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It's interesting that there are no posts about over inflated tires and the problems associated with it. But there are many many post about all kinds of tire failure. Even those singing the praises of certain brands because of their wonderful customer service in spite of experiencing blowouts with that brand. Gives one pause doesn't it.
As an aside, I have never seen a tire so overinflated that it rode on the center crown. Must have been a hell of a sight ! I can't imagine anyone so demented that they didn't think something didn't look right. Then again.........

PLEASE UNDERSTAND,THIS IS NOT MEANT TO BASH OR RIDICULE ANYONE AND SHOULD NOT BE TAKEN THAT WAY, IT IS MERELY AN OBSERVATION.
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Old 02-22-2010, 07:46 AM   #36
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Chuck, on an overinflated tire you would not visually see the tire riding the center crown. If you could make a tire print based on pressure of the tread on the road you could see it. The center would be dark and as you went out it would be lighter.
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Old 02-22-2010, 09:59 AM   #37
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Mike, you are right. azloafer made reference to site that recomended using a chalk mark across the tire, driving it a short distance and observing the wear pattern. It sounds like that would work.
I see from your picture you are a car guy, so lets add other variables to add to the equasion. Characteristics of bias verses steel belted, oversize tires tires on narrower rims, and rim pressure ratings. As was pointed out in one of the posts was an overinflated tire and the diminished size of the contact patch and the dangerous condition it created in the rain. I'll bet anything that the tire pressure was checked when the weather was pleasant and when the rain came the tire and road surface got cooler and probably dropped the tire pressure by 10 lbs. I use a tire pressure monitor and have seen these fluctuations. One thing that has not been addressed is common sense. There lies the whole problem. Have a great day. I think I will check out the Walmart parking post. They get really pissed over there.
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Old 02-22-2010, 10:19 AM   #38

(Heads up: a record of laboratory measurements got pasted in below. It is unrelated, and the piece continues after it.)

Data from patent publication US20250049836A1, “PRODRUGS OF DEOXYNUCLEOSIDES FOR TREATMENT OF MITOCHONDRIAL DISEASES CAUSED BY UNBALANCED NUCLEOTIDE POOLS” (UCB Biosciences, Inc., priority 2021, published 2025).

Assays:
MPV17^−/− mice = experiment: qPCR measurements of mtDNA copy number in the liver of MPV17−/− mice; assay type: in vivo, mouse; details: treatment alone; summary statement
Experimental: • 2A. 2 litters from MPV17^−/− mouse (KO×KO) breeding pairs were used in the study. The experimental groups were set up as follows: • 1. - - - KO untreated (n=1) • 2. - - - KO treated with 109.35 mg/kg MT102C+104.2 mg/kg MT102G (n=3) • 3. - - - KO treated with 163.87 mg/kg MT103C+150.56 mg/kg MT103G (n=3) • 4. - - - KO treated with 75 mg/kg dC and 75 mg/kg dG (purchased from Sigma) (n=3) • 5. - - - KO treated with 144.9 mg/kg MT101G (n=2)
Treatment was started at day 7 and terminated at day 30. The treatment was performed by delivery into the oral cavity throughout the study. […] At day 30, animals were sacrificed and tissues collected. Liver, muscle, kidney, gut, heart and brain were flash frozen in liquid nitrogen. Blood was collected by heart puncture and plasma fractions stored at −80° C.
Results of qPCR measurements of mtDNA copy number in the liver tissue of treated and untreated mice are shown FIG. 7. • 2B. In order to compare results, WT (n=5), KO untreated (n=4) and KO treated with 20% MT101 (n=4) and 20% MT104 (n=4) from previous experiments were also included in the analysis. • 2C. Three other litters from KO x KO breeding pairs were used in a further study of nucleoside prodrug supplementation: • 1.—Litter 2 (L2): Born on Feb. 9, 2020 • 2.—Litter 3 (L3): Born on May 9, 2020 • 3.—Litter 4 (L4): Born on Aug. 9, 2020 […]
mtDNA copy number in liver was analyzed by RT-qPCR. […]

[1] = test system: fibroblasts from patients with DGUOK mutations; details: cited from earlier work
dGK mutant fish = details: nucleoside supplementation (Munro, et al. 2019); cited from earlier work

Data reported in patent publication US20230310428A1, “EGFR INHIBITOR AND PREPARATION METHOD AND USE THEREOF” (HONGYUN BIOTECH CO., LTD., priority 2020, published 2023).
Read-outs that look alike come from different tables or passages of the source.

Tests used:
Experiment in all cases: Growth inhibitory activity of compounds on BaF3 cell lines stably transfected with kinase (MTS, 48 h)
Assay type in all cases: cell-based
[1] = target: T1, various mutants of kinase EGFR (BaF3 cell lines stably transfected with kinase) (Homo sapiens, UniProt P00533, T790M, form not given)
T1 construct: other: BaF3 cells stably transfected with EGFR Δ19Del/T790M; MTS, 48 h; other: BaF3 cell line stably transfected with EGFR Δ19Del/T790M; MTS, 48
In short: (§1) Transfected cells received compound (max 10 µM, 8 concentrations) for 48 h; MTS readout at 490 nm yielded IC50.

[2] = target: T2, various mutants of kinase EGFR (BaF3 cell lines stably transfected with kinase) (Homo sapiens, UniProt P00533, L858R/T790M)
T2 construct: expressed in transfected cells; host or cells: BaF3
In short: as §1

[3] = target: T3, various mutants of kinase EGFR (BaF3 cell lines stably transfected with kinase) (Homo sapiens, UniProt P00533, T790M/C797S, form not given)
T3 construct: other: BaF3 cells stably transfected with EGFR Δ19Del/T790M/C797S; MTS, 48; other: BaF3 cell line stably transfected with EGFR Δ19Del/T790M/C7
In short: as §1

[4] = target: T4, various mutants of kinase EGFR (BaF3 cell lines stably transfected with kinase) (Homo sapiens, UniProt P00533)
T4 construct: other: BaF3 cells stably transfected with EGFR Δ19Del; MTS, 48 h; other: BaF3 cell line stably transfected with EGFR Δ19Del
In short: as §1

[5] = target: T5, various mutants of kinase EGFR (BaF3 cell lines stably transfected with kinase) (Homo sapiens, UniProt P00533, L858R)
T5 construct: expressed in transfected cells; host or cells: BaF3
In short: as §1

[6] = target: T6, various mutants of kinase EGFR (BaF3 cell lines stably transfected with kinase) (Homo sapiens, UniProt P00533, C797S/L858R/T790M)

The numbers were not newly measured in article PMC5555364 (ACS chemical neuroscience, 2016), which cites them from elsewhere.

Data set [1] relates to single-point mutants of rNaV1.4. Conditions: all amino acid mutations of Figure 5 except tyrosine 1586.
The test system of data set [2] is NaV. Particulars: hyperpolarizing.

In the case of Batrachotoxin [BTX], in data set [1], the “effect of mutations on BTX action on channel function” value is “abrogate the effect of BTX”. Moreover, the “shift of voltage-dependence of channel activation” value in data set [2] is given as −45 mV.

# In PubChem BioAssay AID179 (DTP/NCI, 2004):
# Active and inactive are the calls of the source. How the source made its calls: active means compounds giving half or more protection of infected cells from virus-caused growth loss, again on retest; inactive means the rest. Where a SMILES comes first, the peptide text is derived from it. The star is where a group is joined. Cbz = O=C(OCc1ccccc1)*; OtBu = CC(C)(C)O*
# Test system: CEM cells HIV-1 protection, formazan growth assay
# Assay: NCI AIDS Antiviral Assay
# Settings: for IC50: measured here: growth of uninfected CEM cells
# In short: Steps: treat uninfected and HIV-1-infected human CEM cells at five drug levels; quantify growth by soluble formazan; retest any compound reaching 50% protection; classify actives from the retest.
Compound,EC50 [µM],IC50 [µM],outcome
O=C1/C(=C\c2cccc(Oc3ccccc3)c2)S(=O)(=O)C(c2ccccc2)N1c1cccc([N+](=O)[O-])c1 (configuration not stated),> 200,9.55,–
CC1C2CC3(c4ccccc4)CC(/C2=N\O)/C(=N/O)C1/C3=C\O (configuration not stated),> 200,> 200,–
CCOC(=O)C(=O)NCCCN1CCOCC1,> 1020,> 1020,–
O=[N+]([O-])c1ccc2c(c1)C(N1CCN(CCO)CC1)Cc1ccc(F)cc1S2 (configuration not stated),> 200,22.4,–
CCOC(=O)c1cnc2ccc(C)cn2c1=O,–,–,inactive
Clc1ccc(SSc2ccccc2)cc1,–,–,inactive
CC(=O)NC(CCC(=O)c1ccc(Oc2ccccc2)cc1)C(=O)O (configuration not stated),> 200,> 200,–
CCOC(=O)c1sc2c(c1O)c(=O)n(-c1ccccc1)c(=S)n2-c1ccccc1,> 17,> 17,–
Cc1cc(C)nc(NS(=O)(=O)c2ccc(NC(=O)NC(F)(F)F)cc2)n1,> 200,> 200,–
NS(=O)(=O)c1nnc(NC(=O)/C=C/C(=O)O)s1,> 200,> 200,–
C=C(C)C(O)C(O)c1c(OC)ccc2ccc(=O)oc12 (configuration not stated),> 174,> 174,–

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According to the Michelin Rep, Michelin tires have never had a blow out just a "Rapid Loss of Air!"
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Old 02-22-2010, 10:23 AM   #39
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Chuck, on our professional drag cars we can vary the wheel spin at launch by changing the tire pressure by .2 lbs. We only have 5 lbs in the rear slicks to start with. We need a little spin off the starting line and if the track traction is too good we can up the tire pressure by .2 to .5 lbs and make them spin just enough. If the track traction is bad we drop them down to a pressure were we know we have a 100% contact patch.

The other way to check the MH tires is to use one of those hand held IR temperature guns that you can point to objects and read the temperatures. If the tire pressures are correct for the load then the temperaures of the outside and the middle of the tread will read pretty close to the same (you can never get them exact). If it is over inflated the temperature in the middle will be warmer than the outer treads. If it is under inflated the temperatures on the outer treads will be warmer than the middle. I have checked them after driving a straight line down an interstate with no large cross wind factor. Curves will through it off as will cross winds.
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Old 02-22-2010, 10:33 AM   #40
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Jim, define rapid (lol). So there is no such thing as an explosion it is just rapid burning or rapid oxidation.

I do agree that there is probably some warning before it happens such as the tire temperature going up and the pressure going down and this maybe what Michelin is referring to in that video. When the tire goes the driver believes he has a blowout and that is all that really counts. I know that when the back inner tire went on my motorhome there was a lot of vibration when the belt started to come loose probably for 20-30 seconds before it went. I failed to pull over when I first felt the vibration. Even if I had pulled over I am not sure that I would have seen the problem on the inner tire. I did have a front tire on my car a few years ago that started to have belt separation. I felt that sudden vibration and pulled over right away and when I rubbed my hand across the tire looking for the problem I suffered some pretty bad cuts from the steel threads sticking out the edge of the tire from the zipper failure of the inner belt.
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Old 02-22-2010, 11:33 AM   #41
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Mike, it's good to know that you know what your talking about. Some of these discussions and solutions posts go round and round. It's like driving down the highway, each driver is driving at the perfect speed and each Motorhome owner has their tires at the perfect pressure. If you are going slower or faster or your pressure is up or down, you don't know what you are doing. The one I really like is Michelins pictures of what checking, cracking is acceptable. My level of what I find acceptable is zero. That is why I replaced my Michelins with Yokahama's. 100,000 plus miles in our Itasca without a tire or mechanical problem and I do ALL of my own work.
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Old 02-22-2010, 12:37 PM   #42
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Quote:
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Mike, you are right. ......I see from your picture you are a car guy, ......
Not just a "car guy"..I believe he is a "professional" car guy...

Crew Chief Mike Canter, a Lockheed-Martin Software Engineer, provides expertise in all our systems and computer data recording program. He builds our 526 inch Carol Carter motors as well as sets up and maintains our Lenco transmission and handles the clutch set up. Mike retired from Lockheed-Martin this year (2008).

I believe I will take "professional" advice......from Michelin, Goodyear, and other "professionals"...(with exception, like others have said, I have a "zero tolerance" for cracking/checking or other visual defects)